The Miracle of the Bromeliad

Gentle Reader, it’s been a while since I’ve had to post a re-run, and I apologize for doing so now. Blame my upcoming finals. At any rate, here is one of my favorite posts, for your Tuesday pleasure. Cheers!

Gentle Reader, I feel that people may be under a bit of an illusion when it comes to the type of things that fire my delight: I will find ridiculous pleasure in things like this and this and this. These are all real things that have happened in our world, that are utterly ridiculous, beyond any sane reality; they spark wonder, and give me a certain lust to be alive. Yes, Hamlet, there are more things in Heaven and Earth than are dreamt of in my philosophy, but when I encounter them, they stir passion and beauty inside me. This effect is what I, personally, refer to as “The Miracle of the Bromeliad.”

If you don’t know, Bromeliads are these exotic plants typically found in tropical climes. They collect water, like this:


In South and Central America, various species of frog will lay their eggs in these flowers, which are sometimes quite high and far away from the ground. It is not unusual for these frogs to never reach the ground, living their little lives in various flower puddles, from birth to death. Bizarre, improbable, and true.


I was fairly young when I learned of this, and the utter improbability struck me to the core. The world we live in is ludicrous; if you wrote fiction like some of the things I run across, you’d be laughed out of the business. It’s important to take delight in these things, because they remind us that our little loves, our little sorrows, our grandes amours trés serieux and our funerals and hospitals and politics – all of these things exist in the exact same world as duck fashion shows. That’s the miracle. Yes, our lives are grave and important, and we have to make the rent or the deadline or the date, but – is that a taxidermy kitten pulling a miniature hearse?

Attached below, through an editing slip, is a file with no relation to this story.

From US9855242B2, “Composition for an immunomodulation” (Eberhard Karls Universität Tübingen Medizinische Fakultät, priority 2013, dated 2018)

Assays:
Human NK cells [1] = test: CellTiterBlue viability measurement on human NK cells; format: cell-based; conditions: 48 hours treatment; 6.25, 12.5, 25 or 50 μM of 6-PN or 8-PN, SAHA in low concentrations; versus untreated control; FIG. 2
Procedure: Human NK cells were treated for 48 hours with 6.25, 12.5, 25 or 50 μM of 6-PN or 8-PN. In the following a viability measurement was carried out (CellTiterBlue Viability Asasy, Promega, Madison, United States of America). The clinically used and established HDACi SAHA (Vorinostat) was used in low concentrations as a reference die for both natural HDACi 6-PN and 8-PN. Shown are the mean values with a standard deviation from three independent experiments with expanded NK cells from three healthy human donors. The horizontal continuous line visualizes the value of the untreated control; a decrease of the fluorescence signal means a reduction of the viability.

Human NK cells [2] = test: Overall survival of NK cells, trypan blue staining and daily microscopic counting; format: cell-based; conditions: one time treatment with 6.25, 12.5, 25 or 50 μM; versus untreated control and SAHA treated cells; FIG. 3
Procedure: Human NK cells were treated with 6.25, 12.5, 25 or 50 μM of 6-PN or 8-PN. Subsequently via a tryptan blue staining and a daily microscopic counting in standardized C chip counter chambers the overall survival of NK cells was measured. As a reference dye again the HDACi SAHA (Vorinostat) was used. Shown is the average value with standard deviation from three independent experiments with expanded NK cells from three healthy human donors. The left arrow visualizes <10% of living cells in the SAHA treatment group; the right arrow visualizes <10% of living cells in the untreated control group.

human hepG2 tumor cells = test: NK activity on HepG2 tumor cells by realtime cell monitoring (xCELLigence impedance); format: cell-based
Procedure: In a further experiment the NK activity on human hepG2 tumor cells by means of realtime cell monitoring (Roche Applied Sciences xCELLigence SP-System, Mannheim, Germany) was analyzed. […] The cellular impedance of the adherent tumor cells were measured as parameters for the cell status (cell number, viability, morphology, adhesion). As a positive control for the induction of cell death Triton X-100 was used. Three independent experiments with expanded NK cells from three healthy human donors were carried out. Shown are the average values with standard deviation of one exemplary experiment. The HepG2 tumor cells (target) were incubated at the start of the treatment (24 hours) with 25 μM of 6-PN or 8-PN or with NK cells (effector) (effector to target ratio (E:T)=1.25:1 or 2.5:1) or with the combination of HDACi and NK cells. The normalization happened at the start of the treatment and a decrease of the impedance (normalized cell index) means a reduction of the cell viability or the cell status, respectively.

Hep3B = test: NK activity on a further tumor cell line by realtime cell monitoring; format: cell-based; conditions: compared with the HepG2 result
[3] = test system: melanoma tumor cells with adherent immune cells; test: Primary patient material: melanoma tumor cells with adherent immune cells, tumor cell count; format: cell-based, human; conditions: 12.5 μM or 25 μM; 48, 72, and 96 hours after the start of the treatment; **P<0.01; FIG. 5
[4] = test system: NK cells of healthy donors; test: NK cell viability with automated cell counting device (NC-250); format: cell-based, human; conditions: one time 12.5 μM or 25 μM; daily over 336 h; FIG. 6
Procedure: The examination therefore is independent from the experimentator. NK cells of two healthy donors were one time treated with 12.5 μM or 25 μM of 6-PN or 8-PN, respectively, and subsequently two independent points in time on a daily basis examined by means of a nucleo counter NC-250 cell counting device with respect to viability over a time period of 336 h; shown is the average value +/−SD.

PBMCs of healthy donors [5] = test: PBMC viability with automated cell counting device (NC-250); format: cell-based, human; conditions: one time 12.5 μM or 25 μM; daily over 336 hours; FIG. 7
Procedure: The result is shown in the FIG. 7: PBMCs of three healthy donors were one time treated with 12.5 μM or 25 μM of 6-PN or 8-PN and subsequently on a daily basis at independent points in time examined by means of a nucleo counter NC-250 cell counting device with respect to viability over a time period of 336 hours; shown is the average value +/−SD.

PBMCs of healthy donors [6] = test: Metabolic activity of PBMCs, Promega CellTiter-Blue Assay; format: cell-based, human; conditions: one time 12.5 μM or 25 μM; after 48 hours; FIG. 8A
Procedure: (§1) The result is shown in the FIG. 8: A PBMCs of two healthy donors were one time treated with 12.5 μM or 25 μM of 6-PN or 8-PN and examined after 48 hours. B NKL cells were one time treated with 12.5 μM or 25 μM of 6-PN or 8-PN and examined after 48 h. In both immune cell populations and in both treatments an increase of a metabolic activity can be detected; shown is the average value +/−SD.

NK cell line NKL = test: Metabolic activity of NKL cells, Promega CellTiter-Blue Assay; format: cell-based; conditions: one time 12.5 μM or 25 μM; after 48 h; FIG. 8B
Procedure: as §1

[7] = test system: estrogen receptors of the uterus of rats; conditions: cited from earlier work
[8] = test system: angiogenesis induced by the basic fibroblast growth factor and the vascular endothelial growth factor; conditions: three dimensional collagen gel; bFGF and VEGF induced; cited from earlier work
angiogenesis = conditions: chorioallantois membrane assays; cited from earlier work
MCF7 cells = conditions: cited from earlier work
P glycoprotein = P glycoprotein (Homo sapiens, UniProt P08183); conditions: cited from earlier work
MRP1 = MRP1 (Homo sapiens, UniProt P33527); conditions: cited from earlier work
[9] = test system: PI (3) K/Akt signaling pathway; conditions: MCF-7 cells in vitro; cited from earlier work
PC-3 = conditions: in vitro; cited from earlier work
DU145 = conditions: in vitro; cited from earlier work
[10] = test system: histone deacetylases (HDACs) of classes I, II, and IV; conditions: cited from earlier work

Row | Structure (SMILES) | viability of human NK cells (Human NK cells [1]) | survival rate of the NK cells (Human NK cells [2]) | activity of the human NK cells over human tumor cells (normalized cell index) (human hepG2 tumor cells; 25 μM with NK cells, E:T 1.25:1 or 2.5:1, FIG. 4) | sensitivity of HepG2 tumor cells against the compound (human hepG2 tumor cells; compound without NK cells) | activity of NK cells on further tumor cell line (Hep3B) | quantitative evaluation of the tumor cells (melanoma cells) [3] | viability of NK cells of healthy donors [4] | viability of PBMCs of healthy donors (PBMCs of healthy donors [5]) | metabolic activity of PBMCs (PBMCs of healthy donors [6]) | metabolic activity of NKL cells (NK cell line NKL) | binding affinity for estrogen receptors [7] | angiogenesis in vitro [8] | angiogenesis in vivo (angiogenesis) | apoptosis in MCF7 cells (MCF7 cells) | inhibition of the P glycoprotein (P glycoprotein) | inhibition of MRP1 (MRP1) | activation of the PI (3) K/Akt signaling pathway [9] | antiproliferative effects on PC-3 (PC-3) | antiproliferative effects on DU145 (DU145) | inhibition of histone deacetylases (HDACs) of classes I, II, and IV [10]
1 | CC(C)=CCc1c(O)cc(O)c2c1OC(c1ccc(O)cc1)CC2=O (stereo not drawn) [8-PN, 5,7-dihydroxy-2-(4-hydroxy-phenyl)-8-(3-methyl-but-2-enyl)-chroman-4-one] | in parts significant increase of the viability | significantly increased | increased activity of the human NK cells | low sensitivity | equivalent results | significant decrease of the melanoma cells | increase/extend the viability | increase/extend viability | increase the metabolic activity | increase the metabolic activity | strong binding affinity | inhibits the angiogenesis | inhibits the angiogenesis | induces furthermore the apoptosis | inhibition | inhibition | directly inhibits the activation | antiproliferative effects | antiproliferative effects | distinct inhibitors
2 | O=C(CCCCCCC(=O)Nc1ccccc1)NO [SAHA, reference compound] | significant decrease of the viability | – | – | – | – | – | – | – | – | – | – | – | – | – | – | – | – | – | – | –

Yes, it is. Even in the throes of my depression, if I can manage to find new curiosities, or interesting or silly wonders, things that make the world, frankly, incredible – it doesn’t make me any easier to be around, but it does keep me from complete self-destruction. It doesn’t make things any better, in my current situation, but to know that there are situations out there that sound like something from Twitter or Wodehouse or Seuss – well, it reminds me that there’s hope.

The lesson here is that although we don’t all have to be electric and alarming and alive at all times, we are allowed to be. It’s the same sentiment behind Auntie Mame‘s famous battle cry – “Life is a banquet, and most poor suckers are starving to death!” It’s what the Bloggess means when she says to “Lean into the weird.” As my mother, former hippie, often tells me – “Let your freak flag fly!” These bizzarities teach us to embrace our true nature, and damn the consequences. We can’t help who we are, what we love, how we behave – why should we try?

Therefore, please enjoy some photos of things that make me glad to live in our thoroughly absurd little world.


A Royal sex chair belong to Edward VII of England.


A Baroque Poodle. Don’t fix it.


The Greatest International Scavenger Hunt the World Has Ever Seen

Our world is magnificent, Gentle Reader; we should cherish that, and add to its variety.

About Ty DeLyte

Madame DeLyte has suffered a grave disappointment - YET AGAIN - and still believes that freedom, beauty, and truth are what's valuable, rather than vulgar cash. He'd add love to that list - but, well, what can he say about love?
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